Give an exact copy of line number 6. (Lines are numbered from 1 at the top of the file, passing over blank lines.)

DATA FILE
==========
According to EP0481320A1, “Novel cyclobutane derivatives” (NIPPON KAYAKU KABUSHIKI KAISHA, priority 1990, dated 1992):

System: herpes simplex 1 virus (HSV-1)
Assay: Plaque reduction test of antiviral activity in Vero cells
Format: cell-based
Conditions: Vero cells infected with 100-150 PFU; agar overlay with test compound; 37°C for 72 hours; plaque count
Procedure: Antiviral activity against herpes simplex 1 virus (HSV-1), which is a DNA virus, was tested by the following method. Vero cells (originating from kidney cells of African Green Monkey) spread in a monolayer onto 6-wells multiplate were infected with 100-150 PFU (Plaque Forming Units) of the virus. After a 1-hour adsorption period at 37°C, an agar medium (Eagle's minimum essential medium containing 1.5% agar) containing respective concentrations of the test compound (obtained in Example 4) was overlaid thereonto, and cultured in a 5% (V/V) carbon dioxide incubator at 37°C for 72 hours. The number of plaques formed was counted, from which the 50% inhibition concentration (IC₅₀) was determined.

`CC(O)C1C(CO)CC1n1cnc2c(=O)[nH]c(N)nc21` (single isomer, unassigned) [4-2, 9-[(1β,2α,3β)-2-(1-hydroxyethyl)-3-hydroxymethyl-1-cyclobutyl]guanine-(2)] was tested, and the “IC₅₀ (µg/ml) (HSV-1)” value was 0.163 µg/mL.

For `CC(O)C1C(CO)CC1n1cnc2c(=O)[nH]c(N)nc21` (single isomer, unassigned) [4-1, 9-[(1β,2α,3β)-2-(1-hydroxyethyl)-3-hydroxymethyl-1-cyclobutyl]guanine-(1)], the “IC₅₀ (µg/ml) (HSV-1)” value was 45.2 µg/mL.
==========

Procedure: Antiviral activity against herpes simplex 1 virus (HSV-1), which is a DNA virus, was tested by the following method. Vero cells (originating from kidney cells of African Green Monkey) spread in a monolayer onto 6-wells multiplate were infected with 100-150 PFU (Plaque Forming Units) of the virus. After a 1-hour adsorption period at 37°C, an agar medium (Eagle's minimum essential medium containing 1.5% agar) containing respective concentrations of the test compound (obtained in Example 4) was overlaid thereonto, and cultured in a 5% (V/V) carbon dioxide incubator at 37°C for 72 hours. The number of plaques formed was counted, from which the 50% inhibition concentration (IC₅₀) was determined.